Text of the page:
Although we are constantly surrounded by loudspeakers, for the most part we don’t actively reflect on the way the sound is actually produced, that being through the vibration of a membrane. That bodily aspect of sound production is another common pattern used by a lot of the creators (i.e., in the piece Sandbox by Carlo Philipp Thomsen and the piece stillleben by Morgaine Faller, where grains of sand and soil are placed respectively on the membrane of a loudspeaker and bounce through its vibration).

Namely, some other motives of loudspeaker use are friction with other objects, as a decorative addition to a backdrop, and videotaping them in places where they are normally hidden, while others are still forming themselves as the project unfolds in real time.

fig. 4. Meike Senker, Romanze, within the Muvid-19 project. Video still.

3.2 The Basic Curatorial Decisions
Concerning the core curatorial decisions of the project, perhaps the most obvious one was to make it as timely as possible. By doing so, the project managed not only to produce a relevant response to the situation but also to turn it into something positive. This was accomplished by creating an open call for video miniatures (that were to be perceived as creative entities that are somehow the opposite to the Covid viruses. As stated in the project description: “Covid-19 ist klein, aber keine Kleinigkeit – Muvid-19 sind Miniaturen, Kleinigkeiten ohne Viren”[12]).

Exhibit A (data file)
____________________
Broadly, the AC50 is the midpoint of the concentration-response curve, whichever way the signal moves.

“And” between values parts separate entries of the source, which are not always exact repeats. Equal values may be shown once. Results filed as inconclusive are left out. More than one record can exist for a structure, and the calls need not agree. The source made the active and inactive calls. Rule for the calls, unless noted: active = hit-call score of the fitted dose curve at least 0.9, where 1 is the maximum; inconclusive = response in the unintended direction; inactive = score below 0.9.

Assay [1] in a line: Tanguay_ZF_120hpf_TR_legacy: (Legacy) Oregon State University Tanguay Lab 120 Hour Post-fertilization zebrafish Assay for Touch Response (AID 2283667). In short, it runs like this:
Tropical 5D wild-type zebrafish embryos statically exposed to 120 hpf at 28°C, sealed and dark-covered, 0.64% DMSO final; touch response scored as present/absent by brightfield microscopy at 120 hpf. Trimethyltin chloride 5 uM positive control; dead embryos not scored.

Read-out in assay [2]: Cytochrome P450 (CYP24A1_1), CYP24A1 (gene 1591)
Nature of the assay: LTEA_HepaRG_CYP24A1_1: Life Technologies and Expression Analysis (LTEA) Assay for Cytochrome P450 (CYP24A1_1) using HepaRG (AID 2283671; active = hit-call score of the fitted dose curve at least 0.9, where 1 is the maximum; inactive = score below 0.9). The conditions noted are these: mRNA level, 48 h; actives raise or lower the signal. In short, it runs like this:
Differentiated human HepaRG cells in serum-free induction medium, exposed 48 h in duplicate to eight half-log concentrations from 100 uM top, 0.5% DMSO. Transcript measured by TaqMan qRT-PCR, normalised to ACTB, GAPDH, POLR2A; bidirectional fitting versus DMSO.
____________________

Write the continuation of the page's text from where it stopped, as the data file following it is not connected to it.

The element of relevance can also be seen in the title of the project, which refers to the word movie, and it also automatically draws necessary attention and curiosity, since it is also a paraphrase of the word Covid. A playful way by which the project also connected to the situation was by drawing inspiration for the first rule of the game (the duration) directly from the name of the virus. Besides its reference to the pandemic, this time-constrained rule fostered the creative process of the videos, and it increased the participation probability and also the probability of viewing them online.